We’re watching the Star Wars marketing machine roll out the release of its new movie, JJ Abrams’ The Force Awakens, on December 18. My 5 year old son has asked Santa for a handful of toys which will be my contribution to the franchise. It’s my guess that the grandparents will pile onto this. As a marketer, I’m experiencing the movie promotion with judgment and awe. Big brands have been known to crowdsource from creative talent pools or their consumers, but Star Wars has raised the bar. It is crowdsourcing its marketing from other big brands.
Last week the WSJ shared how Bob Iger, CEO of Walt Disney Co., challenged his marketing team’s spend and strategy. The result was ingenious crowdsourcing for the launch promotion. Last night, the football TV spots from almost every big brand touted their creativity around the Star Wars theme. It reminded me of what these big brands do for SuperBowl, only this time for another mega-entertainment brand.
Says the WSJ, “While Disney isn’t setting spending records, others promoting “Star Wars” are. Companies eager to appeal to fans of lightsabers and X-wing fighters spent about $38 million on “Force Awakens”-related TV ads in the U.S. through Monday, according to iSpot. That is a record for “co-branded” ads on a movie, the research firm said, exceeding the prior high of $26.5 million set by July’s “Minions.””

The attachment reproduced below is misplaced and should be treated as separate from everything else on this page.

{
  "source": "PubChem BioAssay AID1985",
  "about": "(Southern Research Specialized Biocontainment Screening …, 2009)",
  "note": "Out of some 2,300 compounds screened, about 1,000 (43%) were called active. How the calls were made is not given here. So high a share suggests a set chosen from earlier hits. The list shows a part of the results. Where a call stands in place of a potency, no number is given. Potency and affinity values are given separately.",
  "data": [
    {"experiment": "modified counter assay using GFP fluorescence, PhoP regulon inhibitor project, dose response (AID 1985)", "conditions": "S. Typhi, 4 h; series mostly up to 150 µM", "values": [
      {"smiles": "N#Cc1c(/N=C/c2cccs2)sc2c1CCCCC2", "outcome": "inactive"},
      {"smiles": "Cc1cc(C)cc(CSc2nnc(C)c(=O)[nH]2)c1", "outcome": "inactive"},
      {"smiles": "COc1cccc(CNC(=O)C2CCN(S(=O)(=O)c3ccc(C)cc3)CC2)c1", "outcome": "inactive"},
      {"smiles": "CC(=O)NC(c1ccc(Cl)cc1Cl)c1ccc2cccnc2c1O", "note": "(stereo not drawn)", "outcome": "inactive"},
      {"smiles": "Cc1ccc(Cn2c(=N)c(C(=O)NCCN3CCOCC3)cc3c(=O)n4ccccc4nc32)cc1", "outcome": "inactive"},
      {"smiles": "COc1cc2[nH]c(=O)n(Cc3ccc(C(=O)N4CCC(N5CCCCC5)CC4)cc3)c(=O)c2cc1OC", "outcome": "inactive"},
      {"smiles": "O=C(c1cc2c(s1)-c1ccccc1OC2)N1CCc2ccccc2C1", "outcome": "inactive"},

But too much of a good thing can turn bad. Consumers are catching on this and may grow tired with this media saturation. I imagine the Star Wars marketing team had plenty of debate around who to grant licenses to and how to guide commercial promotions. In the end, no single brand can hurt this well-defined mega-brand.
Some brands are doing a bang-up job with their creativity. When their creative agencies got the brief, it must have been happy days. Finally something different on the account for the creative department. I’d like to see AdAge or some marketing association poll the best cobranded execution of Star Wars, it will be fun.
The Star Wars marketing strategy shows us what big brands can do. It is a terrific example of how placing budgetary constraints and releasing control can unleash creative collaboration. I challenge more CEO’s and CMO’s to do this. Remember, you too, have the Force.
@smunthree | The Union Marketing Group | www.theunionmarketing.com
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